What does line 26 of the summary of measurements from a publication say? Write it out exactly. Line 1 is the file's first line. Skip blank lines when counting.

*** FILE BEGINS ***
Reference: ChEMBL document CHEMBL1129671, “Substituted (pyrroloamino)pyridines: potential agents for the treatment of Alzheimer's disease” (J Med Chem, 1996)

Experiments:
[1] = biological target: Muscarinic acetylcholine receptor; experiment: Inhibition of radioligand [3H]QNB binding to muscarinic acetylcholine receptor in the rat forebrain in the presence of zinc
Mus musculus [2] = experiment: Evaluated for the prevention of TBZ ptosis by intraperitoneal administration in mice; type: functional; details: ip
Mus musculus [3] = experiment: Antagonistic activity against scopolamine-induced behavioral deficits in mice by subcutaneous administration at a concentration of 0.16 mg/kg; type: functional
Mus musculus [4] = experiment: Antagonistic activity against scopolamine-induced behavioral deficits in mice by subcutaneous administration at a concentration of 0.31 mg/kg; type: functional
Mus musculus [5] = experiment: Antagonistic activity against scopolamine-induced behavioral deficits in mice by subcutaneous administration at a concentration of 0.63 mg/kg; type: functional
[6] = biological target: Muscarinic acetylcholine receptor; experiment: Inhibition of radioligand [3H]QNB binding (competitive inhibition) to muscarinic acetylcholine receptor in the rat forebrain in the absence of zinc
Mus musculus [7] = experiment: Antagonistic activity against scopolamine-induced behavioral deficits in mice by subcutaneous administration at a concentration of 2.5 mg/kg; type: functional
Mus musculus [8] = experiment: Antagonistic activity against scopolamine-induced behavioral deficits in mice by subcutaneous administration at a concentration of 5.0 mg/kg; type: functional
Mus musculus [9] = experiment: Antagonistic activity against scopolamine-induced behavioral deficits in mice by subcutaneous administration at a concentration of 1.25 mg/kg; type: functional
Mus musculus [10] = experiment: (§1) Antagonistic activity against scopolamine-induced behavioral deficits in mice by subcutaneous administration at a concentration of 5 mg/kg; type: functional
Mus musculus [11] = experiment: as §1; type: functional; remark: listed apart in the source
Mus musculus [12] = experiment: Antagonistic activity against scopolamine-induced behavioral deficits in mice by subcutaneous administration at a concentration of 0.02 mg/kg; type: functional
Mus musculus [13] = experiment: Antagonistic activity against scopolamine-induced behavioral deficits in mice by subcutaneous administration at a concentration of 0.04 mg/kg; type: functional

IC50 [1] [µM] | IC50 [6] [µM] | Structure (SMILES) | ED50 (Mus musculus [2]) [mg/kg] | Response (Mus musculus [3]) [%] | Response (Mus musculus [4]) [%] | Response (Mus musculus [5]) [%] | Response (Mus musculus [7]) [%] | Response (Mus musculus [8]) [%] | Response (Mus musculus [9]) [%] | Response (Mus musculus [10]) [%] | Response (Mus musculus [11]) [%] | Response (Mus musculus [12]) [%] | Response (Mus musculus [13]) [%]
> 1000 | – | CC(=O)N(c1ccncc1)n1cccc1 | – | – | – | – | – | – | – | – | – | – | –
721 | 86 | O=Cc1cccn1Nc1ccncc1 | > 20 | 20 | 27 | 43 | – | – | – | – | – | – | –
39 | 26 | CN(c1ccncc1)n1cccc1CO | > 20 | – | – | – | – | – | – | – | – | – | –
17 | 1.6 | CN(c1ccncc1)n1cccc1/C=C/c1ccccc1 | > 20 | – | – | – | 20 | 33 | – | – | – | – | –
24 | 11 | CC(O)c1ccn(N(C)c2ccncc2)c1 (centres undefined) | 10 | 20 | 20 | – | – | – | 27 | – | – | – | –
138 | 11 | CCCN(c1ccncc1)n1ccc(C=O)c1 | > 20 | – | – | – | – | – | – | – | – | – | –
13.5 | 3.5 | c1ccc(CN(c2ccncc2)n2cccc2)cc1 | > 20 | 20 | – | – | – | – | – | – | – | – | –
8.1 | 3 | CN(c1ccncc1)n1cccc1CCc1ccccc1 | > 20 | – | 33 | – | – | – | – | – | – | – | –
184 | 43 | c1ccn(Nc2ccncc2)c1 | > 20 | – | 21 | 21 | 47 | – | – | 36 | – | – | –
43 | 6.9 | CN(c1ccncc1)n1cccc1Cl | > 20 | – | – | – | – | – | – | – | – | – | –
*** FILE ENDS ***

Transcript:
43 | 6.9 | CN(c1ccncc1)n1cccc1Cl | > 20 | – | – | – | – | – | – | – | – | – | –